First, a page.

[Date Prev][Date Next][Thread Prev][Thread Next][Date Index][Thread Index]

RE: Atmospheric Dispersion Models...

	There are Gaussian plume models, puff models, similarity models, box
models, urban models, gradient transport models and statistical models
(monte carlo).  Take your pick. However, most of the atmospheric models
out there are Gaussian Plume models and depending what you are trying to
do the Gaussian plume will usually suffice.  It is by far the most
accepted and used model.   Quite a few commercial outfits have codes out
there that do Gaussian modelling and dose calculations for atmospheric
releases and I am sure they will be happy to sell you one.    
	If you are looking for codes for compliance to EPA regs, the list that
Barry put up is good.  If you're on a tight budget (like most of us),
the place to look is the RSIC code library at ORNL. You can search them
online at http://epicws.epm.ornl.gov/rsic.html.  They have a fairly good
list and they are cheap (typically a couple hundred dollars).
If you are doing reactor licensing stuff in the U.S. then  XOQDOQ is
XOQDOQ also has some descendants such as PAVAN which complies with RG
1.145.  Depending on what you are trying to do GASPAR and LADTAP II are
useful for normal emission calculations.  We use PAVAN and XOQDOQ
occassionally and have found that there are not that user friendly.  It
takes a little while to get used to them.  We've had people out here
have to call up the NRC for clarification of some things like the
elevations to use for windspeeds.  However, once you get the hang of
them, production runs are fairly easy.   Buying them is good value for
money  I expect that the NRC would not question the use XOQDOQ, PAVAN
etc. for reactor licensing calculations.  If you prefer to write your
own, the models that are used and given in the standards and guides are
fairly simple and can easily be coded up in spreadsheets if you suffer
from Fortran phobia.  I know people have coded up RG 1.111 and Rg1.145
quite sucessfully in spread sheets.     
	If you look up North in Canada there are some atmospheric dispersion
models that are used for emergency preparedness.  Environment Canada has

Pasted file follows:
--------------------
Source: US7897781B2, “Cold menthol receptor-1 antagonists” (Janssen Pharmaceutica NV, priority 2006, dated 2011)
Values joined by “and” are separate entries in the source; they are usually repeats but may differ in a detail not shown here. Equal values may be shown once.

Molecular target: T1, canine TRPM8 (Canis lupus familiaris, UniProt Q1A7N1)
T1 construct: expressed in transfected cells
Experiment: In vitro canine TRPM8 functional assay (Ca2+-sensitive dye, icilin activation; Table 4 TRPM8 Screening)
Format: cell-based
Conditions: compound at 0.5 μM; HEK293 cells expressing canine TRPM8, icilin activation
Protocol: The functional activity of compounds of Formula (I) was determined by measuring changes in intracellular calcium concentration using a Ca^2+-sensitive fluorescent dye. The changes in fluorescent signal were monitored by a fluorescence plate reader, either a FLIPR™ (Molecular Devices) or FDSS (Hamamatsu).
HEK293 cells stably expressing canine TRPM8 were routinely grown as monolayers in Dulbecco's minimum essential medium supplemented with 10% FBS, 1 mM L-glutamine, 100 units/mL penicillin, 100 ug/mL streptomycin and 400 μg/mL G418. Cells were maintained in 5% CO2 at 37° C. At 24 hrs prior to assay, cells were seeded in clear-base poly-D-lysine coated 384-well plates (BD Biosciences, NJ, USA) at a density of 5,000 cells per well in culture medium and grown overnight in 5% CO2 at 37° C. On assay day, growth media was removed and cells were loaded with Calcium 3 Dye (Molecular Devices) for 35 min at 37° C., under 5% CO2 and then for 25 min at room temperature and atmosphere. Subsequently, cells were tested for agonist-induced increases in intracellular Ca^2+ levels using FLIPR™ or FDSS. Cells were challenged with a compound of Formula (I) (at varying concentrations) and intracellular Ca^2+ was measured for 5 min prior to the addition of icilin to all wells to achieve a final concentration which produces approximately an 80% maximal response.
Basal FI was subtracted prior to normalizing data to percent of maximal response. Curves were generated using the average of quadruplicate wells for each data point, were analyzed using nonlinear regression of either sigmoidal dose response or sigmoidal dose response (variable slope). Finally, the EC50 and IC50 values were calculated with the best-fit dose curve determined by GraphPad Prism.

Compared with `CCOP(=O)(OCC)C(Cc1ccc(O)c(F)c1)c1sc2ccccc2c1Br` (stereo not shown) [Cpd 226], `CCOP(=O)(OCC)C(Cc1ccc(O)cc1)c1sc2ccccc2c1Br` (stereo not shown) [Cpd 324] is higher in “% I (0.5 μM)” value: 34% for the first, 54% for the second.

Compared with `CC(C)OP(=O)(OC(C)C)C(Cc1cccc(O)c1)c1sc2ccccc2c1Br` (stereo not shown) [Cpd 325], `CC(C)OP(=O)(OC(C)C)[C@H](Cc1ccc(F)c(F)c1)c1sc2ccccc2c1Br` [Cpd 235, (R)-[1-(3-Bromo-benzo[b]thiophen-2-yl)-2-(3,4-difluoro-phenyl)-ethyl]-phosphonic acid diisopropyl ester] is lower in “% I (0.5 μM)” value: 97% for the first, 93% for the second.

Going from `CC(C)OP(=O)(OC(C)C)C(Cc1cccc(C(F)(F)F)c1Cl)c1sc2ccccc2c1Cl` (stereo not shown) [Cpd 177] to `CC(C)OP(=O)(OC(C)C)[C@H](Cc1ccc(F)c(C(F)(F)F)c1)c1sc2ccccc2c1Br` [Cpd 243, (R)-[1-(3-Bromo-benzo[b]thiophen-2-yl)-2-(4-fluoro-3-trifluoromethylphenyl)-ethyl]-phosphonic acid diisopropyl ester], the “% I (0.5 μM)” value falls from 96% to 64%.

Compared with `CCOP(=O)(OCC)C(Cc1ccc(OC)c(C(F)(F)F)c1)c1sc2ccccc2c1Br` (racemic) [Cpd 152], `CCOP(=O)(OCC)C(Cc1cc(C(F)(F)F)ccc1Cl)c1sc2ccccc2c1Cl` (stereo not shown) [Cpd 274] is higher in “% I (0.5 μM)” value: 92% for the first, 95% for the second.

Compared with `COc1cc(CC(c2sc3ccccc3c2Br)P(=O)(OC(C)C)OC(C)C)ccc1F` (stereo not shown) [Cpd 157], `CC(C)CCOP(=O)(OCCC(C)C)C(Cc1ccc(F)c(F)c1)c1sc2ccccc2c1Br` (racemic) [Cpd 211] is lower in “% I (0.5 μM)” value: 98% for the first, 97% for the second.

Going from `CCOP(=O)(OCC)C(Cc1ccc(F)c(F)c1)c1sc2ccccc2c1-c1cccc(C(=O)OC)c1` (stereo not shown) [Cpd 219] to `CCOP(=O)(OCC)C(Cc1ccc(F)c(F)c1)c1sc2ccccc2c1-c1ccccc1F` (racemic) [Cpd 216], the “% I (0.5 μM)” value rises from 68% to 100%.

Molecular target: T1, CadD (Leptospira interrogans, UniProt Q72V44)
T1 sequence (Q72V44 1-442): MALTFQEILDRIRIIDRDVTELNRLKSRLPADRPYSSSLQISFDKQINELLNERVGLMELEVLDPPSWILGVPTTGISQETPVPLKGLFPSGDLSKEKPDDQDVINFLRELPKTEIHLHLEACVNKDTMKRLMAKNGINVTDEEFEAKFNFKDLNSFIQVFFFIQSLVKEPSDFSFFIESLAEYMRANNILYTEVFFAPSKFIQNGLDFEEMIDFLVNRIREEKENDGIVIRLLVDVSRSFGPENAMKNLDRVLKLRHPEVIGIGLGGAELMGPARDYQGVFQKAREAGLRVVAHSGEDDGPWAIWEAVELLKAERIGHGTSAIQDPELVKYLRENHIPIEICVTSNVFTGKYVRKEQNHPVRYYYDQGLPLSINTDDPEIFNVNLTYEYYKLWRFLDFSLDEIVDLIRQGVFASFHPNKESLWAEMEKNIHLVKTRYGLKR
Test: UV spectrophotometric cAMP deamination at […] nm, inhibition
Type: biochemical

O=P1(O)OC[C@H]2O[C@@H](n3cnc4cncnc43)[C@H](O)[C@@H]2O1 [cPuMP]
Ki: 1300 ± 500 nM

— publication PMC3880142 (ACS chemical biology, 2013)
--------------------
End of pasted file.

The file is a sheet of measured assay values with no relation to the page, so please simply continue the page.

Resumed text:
a nice real time model.  I know AECL has a real time model that combine
measurements with model to give dose predictions around a site.  For
licensing calculations there are numerous codes up here that satisfy
Canadian standards on atmospheric dispersion for normal operations and
accident conditions.  If you want to go international then you would
undoubtedly hear of COSYMA, used extensively by EU countries.
	The choices are many.  What type of uses are you thinking about?

Ricky Khaloo,
Atomic Energy of Canada Ltd.,

>From: 	Wes Van Pelt[SMTP:VanPeltW@IDT.NET]
>Sent: 	Tuesday, May 27, 1997 10:29 AM
>To: 	Multiple recipients of list
>Subject: 	Re: Atmospheric Dispersion Models...
>browndr@nist.gov wrote:
>> Dear Radsafers,
>> I am looking to review a list of atmosheric dispersion models
>> currently in
>> use by the radiation safety community at-large.  Please respond to me
>> directly with any codes you have had some experience with as well as
>> general comments related to them.  A reference for purchase or
>> downloading
>> would be useful as well.  Thanks for your assistance in advance.......
>> Regards,
>> Dave Brown, chp
>> NIST Reactor Health Physics
>> Gaithersburg, MD
>> 301-975-5810
>> browndr@nist.gov
>> ****The content of this message has not been reviewed or endorsed by
>> my
>> employer***
>Dave and All,
>I would be very interested in the responses to this post. I would
>suggest, therefore, responding to Radsafe.
>thanks, Wes
>Wesley R. Van Pelt, Ph.D., CIH, CHP                KF2LG
>President, Van Pelt Associates, Inc.     
>Consulting in radiological health and safety.